Cervical spondylosis is a common degenerative condition of the cervical spine. It is most likely caused by age-related wear and tear of the intervertebral disks and worsens with age. Many times this condition is asymptomatic, however, several symptoms may be experienced simultaneously or independently. These include neck and shoulder pain, headaches, radicular symptoms, and cervical spondylotic myelopathy (CSM).
As disk degeneration occurs, mechanical stresses result in osteophytic bars, or bone spurs, which form along the inside of the spinal canal. Frequently, associated degenerative changes in the surrounding joints and ligaments occur.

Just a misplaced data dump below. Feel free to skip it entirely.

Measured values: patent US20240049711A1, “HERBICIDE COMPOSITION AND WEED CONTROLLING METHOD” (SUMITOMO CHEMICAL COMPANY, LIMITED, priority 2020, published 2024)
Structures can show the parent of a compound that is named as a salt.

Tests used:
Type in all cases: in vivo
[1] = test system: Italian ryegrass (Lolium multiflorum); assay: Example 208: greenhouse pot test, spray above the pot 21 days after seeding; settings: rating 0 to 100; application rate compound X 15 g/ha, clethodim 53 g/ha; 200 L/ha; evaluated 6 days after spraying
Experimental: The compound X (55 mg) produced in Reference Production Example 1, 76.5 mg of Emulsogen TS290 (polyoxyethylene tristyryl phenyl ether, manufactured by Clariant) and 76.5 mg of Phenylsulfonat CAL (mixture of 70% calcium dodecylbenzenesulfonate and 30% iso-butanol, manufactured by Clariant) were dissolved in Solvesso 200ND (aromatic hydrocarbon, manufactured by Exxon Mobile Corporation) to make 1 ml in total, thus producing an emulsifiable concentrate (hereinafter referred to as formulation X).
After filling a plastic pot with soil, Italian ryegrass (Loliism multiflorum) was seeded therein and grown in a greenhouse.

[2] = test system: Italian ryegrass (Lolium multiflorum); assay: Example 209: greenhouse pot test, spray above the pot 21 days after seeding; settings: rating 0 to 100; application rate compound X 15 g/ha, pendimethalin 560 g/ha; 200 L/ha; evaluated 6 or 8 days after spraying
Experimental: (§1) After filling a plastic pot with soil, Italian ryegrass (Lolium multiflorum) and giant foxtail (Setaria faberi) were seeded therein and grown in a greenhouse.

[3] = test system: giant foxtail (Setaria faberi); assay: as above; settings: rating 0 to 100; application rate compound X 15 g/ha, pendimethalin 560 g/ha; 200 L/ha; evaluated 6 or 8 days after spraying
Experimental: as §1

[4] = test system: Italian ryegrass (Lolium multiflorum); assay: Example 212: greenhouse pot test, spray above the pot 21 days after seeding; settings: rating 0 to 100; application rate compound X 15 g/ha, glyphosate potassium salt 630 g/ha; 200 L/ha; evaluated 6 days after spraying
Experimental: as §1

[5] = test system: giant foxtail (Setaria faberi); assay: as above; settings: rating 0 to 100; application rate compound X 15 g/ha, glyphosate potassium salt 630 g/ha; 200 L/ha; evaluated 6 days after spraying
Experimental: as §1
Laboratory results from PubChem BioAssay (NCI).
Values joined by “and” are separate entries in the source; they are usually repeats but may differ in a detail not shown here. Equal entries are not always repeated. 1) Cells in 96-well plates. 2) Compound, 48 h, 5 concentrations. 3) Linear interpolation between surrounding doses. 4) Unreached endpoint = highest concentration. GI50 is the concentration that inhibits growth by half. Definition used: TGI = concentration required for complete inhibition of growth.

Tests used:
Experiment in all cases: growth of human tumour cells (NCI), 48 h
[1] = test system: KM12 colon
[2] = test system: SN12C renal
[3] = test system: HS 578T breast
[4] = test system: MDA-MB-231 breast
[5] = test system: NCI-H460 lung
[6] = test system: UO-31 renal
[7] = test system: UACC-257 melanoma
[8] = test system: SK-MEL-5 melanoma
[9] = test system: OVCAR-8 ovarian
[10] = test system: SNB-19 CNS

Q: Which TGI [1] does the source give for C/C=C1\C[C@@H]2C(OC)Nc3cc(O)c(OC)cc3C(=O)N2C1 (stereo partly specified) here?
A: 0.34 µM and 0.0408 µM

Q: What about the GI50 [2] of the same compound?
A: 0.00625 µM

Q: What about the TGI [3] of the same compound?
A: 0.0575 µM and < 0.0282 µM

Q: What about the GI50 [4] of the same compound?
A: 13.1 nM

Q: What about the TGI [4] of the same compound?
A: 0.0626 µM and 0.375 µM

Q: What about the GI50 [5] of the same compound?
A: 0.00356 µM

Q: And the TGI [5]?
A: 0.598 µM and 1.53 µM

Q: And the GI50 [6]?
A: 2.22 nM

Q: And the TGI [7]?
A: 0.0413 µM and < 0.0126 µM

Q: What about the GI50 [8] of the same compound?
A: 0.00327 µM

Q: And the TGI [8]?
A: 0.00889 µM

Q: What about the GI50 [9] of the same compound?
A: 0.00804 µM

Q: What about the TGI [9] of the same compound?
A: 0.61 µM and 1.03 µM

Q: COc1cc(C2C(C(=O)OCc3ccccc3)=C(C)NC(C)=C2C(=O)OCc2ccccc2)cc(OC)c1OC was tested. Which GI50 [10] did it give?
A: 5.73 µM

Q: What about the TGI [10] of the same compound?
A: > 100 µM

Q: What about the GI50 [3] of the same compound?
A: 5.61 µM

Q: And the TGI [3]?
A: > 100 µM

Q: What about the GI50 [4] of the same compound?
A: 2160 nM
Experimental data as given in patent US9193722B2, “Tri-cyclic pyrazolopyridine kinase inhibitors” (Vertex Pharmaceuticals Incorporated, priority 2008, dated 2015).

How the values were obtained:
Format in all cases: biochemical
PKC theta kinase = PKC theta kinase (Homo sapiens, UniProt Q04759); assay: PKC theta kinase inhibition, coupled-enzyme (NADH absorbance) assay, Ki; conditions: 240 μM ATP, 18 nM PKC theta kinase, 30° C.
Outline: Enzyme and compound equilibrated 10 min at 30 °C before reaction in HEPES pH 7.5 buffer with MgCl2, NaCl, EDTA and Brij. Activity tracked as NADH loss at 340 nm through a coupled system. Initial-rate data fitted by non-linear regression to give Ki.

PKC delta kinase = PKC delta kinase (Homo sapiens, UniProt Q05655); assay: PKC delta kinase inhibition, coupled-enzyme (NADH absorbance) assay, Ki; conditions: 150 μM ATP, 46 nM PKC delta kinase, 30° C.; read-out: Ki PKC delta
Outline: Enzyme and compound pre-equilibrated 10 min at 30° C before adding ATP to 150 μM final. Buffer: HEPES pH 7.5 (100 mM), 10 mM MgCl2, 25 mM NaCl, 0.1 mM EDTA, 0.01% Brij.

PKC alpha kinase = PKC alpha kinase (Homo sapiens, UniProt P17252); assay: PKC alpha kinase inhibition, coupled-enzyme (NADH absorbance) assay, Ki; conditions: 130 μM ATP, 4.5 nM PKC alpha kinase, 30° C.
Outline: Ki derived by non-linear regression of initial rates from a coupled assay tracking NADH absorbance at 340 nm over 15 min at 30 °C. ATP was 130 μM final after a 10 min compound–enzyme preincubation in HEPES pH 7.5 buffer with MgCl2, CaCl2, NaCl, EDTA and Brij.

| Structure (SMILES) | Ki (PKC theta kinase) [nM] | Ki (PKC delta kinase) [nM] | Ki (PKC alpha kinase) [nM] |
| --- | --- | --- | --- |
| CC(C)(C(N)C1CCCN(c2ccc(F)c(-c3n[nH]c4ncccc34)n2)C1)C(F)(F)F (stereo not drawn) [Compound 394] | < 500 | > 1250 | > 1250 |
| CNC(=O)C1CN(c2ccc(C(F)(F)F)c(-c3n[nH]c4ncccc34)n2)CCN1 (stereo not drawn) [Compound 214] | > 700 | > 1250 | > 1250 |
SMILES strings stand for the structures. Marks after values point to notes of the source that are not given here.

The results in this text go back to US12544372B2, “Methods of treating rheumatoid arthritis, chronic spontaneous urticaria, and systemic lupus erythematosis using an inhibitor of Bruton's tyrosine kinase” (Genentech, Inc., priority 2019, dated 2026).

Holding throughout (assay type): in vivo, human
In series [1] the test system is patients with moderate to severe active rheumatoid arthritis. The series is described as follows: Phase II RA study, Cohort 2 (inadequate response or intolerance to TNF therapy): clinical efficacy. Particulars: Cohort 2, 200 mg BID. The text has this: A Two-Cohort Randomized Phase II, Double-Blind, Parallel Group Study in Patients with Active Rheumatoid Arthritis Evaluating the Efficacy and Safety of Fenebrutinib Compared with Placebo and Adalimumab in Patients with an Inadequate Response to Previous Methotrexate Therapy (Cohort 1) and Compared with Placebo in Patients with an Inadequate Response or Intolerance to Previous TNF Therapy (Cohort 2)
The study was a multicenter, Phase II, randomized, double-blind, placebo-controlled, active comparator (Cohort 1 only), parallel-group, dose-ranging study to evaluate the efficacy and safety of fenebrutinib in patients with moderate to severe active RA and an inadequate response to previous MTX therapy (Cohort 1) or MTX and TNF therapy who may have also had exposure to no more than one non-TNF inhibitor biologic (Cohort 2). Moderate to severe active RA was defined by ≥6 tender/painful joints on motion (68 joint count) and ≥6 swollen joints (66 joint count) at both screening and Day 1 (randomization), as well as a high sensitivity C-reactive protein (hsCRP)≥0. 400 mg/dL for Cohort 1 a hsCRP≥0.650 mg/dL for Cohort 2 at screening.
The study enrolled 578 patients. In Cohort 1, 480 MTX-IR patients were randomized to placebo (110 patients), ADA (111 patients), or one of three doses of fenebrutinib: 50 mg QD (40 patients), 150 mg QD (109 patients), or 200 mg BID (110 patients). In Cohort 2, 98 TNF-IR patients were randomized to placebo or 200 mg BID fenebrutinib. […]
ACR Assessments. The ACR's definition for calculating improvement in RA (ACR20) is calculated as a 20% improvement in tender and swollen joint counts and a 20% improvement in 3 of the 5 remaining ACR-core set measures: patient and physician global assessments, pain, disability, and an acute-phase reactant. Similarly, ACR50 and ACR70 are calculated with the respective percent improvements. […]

All can contribute to impingement on pain-sensitive structures (eg, nerves, spinal cord), thus creating various clinical syndromes including pain, weakness, numbness, atrophy of muscles and tingling sensations. Spondylotic changes are often observed in the aging population. However, only a small percentage of patients with radiographic evidence of cervical spondylosis are symptomatic.
Treatment is initially conservative in nature; the most commonly used treatments are nonsteroidal anti-inflammatory drugs (NSAIDs), physical modalities, and lifestyle modifications. Surgery is advocated for cervical radiculopathy in patients who have intractable pain, progressive symptoms that fail to improve with conservative therapy, weakness and signs of spinal cord dysfunction.
Dr. Ram R. Vasudevan, MD, FAANS
Austin NeuroSpine PLLC
5300 Bee Cave Road, Building 1,
Suite 220 Austin, TX 78746
Phone: (512) 640-0010
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